Teaching Creative Problem Solving in Engineering Education

Teaching Creative Problem Solving in Engineering Education

René Victor Valqui Vidal (Technical University of Denmark, Denmark)
DOI: 10.4018/978-1-5225-0643-0.ch005
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Abstract

In this chapter, the principles of active learning and the contents of a creativity course entitled: Creativity and Problem Solving, are presented. The main purpose of this course was to create a space for discussing, reflecting and experimenting with creativity, creative processes and creative methods of relevance for university students working with problem-solving approaches. This course was developed at the Technical University of Denmark during the period 1998-2008 for engineering students of various specialities. It started with very few students and developed to a very popular course attracting many students from abroad. The selected themes, the methods and techniques, the structure of the course, the learning processes and the achieved results can be applied to a similar course for university students of other fields such as IT, Mangement Sciences, System Sciences, Computer Sciences, Design, Agriculture, Businees, Art and Education, etc. Finally some reflections, recommendations, and conclusions are also presented.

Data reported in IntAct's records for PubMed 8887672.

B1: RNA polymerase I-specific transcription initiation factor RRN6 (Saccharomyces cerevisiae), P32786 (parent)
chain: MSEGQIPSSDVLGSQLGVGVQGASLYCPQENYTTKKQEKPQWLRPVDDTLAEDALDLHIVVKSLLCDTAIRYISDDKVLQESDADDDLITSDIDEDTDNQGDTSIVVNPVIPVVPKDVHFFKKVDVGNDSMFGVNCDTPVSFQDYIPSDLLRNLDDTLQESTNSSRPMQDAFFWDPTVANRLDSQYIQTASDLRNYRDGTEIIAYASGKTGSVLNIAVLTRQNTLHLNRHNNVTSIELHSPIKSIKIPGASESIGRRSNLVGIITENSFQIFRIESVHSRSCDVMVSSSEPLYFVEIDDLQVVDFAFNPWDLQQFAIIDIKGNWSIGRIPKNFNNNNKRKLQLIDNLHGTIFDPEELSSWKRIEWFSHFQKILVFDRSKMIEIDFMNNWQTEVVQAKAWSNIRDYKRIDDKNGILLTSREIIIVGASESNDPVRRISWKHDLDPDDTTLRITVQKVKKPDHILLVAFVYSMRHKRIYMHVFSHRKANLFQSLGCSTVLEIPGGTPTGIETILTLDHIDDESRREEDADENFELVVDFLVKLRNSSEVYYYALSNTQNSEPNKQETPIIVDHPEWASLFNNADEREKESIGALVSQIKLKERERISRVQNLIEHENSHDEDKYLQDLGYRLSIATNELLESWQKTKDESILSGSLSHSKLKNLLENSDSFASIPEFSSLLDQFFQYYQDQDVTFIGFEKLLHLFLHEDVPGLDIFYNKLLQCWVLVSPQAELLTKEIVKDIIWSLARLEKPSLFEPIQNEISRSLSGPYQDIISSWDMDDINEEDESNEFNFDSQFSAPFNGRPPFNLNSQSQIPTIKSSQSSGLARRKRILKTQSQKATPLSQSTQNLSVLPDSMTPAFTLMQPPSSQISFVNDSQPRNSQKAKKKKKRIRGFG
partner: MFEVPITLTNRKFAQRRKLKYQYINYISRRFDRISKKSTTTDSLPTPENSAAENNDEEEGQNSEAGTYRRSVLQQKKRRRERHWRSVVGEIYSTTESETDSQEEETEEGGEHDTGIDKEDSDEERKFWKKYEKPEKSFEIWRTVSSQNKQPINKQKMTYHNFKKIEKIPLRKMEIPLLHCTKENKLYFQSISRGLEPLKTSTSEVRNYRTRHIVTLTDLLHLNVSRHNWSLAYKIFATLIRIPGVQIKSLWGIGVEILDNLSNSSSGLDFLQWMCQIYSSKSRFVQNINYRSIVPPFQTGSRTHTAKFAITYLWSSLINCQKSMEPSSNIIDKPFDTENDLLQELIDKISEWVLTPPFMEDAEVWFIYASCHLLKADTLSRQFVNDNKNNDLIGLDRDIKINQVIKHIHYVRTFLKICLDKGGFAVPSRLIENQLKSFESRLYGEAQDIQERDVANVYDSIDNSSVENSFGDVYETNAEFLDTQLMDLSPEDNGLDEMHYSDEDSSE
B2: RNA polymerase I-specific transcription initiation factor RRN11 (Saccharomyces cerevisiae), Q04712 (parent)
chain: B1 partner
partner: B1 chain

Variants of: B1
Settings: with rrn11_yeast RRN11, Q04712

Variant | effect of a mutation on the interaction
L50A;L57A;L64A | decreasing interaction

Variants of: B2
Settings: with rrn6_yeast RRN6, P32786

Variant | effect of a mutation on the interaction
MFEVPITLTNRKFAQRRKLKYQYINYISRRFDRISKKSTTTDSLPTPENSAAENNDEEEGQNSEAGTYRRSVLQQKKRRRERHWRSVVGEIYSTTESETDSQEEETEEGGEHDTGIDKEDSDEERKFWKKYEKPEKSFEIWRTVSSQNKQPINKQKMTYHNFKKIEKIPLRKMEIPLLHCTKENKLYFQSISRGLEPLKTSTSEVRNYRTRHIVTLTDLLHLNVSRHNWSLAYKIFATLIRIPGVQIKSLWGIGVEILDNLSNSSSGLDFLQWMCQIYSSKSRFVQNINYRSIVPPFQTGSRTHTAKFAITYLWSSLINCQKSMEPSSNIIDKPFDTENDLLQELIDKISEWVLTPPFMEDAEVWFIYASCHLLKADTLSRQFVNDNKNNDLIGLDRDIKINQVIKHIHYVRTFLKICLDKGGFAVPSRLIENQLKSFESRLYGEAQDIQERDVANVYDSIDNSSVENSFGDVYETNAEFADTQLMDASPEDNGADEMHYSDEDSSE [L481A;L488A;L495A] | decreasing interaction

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Introduction

In recent years, creativity has been widely recognized as vital to success in the emerging global economy. An issue of PeerReview (Wince-Smith D. L., 2006), a publication of the Association of American Colleges and Universities, is entitled The Creativity Imperative and offers a collection of papers acknowledging the importance of creativity in building a competitive workforce and calling for education institutions to play a more active role in teaching creativity to students. In the last decades, many industrialised countries are shifting from an industrial economy to a knowledge economy, an economy based on the production and distribution of knowledge and information, rather than production and distribution of goods. In these economies, knowledge workers are “symbolic analysts” who manipulate symbols rather than machines, and who create conceptual artefacts rather than physical objects. Then the importance of creativity, innovation, and ingenuity is central to the knowledge economy. If the core of the knowledge society is creativity, then the key task for educators is to prepare learners to be capable of participating creatively in an innovation economy (OECD, 2015).